Hearing Aids Can Minimize the Danger of Falling

Senior woman fell down and is sitting on carpet and touching forehead with hand

Kids have a tendency to fall pretty much every day. Taking a spill on your bicycle? That’s normal. Getting tripped up when running across the yard. Also fairly typical. It isn’t really a worry because, well, kids are kind of limber. They rebound quite easily.

The same cannot be said as you age. Falling becomes much more of a worry as you age. To some extent, that’s because your bones generally break more easily (and heal slower). Older individuals might have a harder time standing back up after a fall, so they spend more time in pain on the floor. Because of this, falls are the number one injury-connected cause of death in individuals older than 65.

That’s why tools and devices that can decrease falls are always being sought after by healthcare professionals. New research appears to suggest that we might have discovered one such device: hearing aids.

Can falls be caused by hearing loss

If you want to fully grasp how hearing aids could possibly prevent a fall, you need to ask this related question: is it feasible that hearing loss can increase your risk of having a fall? It appears as if the answer may be, yes.

So you have to ask yourself, why would the danger of falling be increased by hearing loss?

That connection isn’t really that intuitive. After all, hearing loss doesn’t directly impact your ability to move or see. But this sort of direct impact on your mobility, and an elevated danger of falling, can be a result of some hearing loss symptoms. Some of those symptoms include:

  • Your situational awareness is impaired: When you have neglected hearing loss, you may not be as able to hear that approaching vehicle, or the barking dog next to you, or the sound of your neighbor’s footsteps. Your situational awareness could be significantly affected, in other words. Can you become clumsy in this way because of hearing loss? Well, kind of, loss of situational awareness can make everyday activities slightly more dangerous. And your chance of bumping into something and having a fall will be slightly higher.
  • High-pitched sounds get lost: When you go into a stadium, you know how even if your eyes are closed, you can tell you’re in a huge space? Or how you can instantly tell that you’re in a small space when you get into a vehicle. Your ears are actually using something like “echolocation” and high-frequency sound to help your spatial awareness. When you can no longer hear high-frequency sounds because of hearing loss, you can’t make those assessments quite as rapidly or intuitively. This can lead to disorientation and loss of situational awareness.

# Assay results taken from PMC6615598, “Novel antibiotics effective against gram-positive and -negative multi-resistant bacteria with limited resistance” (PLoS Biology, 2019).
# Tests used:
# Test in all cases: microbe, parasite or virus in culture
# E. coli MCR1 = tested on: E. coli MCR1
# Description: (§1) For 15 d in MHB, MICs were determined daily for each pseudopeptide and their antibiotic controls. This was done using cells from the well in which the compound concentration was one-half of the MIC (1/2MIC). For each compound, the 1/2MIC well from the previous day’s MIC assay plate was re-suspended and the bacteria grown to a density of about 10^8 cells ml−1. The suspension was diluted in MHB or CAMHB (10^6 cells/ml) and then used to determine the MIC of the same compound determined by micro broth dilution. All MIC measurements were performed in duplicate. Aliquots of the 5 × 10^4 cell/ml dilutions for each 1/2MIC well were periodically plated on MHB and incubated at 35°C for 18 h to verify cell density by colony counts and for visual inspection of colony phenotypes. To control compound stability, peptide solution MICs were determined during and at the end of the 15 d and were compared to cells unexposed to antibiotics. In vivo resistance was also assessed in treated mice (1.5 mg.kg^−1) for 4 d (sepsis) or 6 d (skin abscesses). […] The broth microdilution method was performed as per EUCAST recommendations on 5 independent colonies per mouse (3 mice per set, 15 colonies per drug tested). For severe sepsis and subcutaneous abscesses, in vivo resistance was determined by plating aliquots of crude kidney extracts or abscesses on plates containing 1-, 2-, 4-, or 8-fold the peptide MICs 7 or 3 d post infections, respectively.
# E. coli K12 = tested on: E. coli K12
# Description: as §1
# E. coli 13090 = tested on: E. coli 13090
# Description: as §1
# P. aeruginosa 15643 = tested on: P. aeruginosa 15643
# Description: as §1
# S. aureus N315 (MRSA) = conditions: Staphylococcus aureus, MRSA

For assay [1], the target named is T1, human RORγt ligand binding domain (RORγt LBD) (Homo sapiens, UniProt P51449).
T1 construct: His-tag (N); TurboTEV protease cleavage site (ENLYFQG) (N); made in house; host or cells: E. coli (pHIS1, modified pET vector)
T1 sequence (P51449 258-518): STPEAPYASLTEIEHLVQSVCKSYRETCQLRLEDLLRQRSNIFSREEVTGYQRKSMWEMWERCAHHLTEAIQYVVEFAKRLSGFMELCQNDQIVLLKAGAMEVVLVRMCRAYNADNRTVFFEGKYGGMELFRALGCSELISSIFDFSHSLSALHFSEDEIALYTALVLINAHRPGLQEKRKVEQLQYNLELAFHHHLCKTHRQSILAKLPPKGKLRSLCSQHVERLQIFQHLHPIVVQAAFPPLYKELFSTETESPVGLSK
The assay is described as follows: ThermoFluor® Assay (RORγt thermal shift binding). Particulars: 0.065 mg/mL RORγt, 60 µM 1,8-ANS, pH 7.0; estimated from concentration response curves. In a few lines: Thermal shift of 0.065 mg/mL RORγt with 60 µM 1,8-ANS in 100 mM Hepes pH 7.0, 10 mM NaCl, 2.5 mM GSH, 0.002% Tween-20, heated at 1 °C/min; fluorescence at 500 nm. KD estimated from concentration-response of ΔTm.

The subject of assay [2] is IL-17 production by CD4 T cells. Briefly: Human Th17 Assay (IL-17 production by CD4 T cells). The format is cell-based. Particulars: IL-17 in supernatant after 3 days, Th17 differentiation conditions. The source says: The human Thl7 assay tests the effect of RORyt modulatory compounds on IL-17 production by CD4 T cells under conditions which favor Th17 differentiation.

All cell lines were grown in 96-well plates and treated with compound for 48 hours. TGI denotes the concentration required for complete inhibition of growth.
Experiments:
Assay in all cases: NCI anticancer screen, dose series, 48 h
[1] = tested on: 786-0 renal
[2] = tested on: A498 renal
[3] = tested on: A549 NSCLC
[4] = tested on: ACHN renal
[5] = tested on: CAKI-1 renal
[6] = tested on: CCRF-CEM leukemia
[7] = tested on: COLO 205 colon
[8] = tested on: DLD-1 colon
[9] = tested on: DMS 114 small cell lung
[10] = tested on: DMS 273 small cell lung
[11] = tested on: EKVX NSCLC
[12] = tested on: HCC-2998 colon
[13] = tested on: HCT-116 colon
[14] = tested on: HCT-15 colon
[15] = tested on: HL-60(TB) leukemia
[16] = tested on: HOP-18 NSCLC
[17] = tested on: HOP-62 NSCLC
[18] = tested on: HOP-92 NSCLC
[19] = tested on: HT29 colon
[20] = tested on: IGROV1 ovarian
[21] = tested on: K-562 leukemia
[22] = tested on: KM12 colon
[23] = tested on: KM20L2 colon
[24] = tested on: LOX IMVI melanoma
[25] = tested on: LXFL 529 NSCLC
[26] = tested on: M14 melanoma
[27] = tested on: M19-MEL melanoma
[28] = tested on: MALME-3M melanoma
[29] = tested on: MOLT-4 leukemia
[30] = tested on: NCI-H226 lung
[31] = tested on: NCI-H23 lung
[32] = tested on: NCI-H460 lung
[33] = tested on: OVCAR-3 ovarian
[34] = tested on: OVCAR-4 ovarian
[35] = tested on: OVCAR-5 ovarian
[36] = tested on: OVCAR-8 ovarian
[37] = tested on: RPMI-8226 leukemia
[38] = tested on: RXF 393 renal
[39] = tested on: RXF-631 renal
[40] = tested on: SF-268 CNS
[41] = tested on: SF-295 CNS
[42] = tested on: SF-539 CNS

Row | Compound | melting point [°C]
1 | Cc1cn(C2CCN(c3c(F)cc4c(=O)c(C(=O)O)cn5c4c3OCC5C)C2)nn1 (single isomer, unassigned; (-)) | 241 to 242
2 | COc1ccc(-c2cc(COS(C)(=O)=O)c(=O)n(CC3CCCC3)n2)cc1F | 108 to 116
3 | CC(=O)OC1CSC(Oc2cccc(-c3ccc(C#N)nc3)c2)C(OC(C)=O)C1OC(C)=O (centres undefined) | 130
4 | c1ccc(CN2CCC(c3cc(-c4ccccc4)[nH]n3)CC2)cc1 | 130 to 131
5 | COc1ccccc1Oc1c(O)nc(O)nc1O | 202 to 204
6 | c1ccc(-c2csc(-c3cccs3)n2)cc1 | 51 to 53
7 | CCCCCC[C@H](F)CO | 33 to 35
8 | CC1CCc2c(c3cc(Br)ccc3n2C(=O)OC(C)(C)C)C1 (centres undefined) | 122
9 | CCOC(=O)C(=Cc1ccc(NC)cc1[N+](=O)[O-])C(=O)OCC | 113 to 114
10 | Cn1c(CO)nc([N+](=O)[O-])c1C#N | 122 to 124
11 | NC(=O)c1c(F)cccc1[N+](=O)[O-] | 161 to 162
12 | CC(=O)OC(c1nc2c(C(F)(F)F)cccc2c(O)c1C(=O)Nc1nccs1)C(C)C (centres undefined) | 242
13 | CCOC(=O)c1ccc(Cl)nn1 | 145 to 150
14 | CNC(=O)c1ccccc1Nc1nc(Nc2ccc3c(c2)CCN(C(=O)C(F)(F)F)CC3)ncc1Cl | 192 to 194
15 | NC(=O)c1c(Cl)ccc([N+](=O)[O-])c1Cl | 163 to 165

• Exhaustion: Your brain is working overtime and you’re always straining when you have untreated hearing loss. This means your brain is worn out more often than not. A tired brain is less likely to detect that obstacle in your path, and, as a consequence, you may end up tripping and falling over something that an attentive brain would have noticed.
  • Loss of balance: How is your balance affected by hearing loss? Well, your inner ear is very significant to your total equilibrium. So when hearing loss affects your inner ear, you may find yourself a little more likely to get dizzy, experience vertigo, or have trouble maintaining your balance. As a result of this, you could fall down more frequently.
  • Depression: Social isolation and maybe even mental decline can be the result of untreated hearing loss. When you’re socially isolated, you might be more likely to stay at home, where tripping dangers are everywhere, and be less likely to have help nearby.

Part of the link between hearing loss and falling is also in your age. You’re more likely to develop progressing and irreversible hearing loss. That will raise the chance of falling. And when you’re older, falling can have much more severe consequences.

How can the danger of falling be decreased by using hearing aids?

It seems logical that hearing aids would be part of the remedy when hearing loss is the problem. And this is being confirmed by new research. Your risk of falling could be decreased by as much as 50% based on one study.

In the past, these numbers (and the link between hearing aids and staying upright) were a bit less clear. In part, that’s because not everybody wears their hearing aids all of the time. As a result, falls among “hearing aid users” were frequently inconclusive. This wasn’t because the hearing aids were malfunctioning, it was because individuals weren’t using them.

But this new study took a different (and maybe more accurate) strategy. Individuals who used their hearing aids now and again were segregated from individuals who wore them all of the time.

So why does wearing your hearing aids help you prevent falls? In general, they keep you more alert, more concentrated, and less fatigued. It also helps that you have increased situational awareness. Many hearing aids also come with a feature that can notify the authorities and family members in case of a fall. This can mean you get help quicker (this is essential for individuals 65 or older).

Consistently using your hearing aids is the key here.

Prevent falls with new hearing aids

You will be able to remain close to your family members if you wear hearing aids, not to mention catch up with friends.

They can also help prevent a fall!

If you want to know more about how hearing aids could help you, schedule an appointment with us right away.

The site information is for educational and informational purposes only and does not constitute medical advice. To receive personalized advice or treatment, schedule an appointment.

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